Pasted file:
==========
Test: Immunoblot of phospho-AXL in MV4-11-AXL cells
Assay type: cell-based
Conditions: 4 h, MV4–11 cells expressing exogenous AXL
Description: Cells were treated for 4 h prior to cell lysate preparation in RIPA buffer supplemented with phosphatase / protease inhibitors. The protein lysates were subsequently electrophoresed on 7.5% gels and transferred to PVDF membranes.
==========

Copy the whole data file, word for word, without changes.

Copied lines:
Test: Immunoblot of phospho-AXL in MV4-11-AXL cells
Assay type: cell-based
Conditions: 4 h, MV4–11 cells expressing exogenous AXL
Description: Cells were treated for 4 h prior to cell lysate preparation in RIPA buffer supplemented with phosphatase / protease inhibitors. The protein lysates were subsequently electrophoresed on 7.5% gels and transferred to PVDF membranes.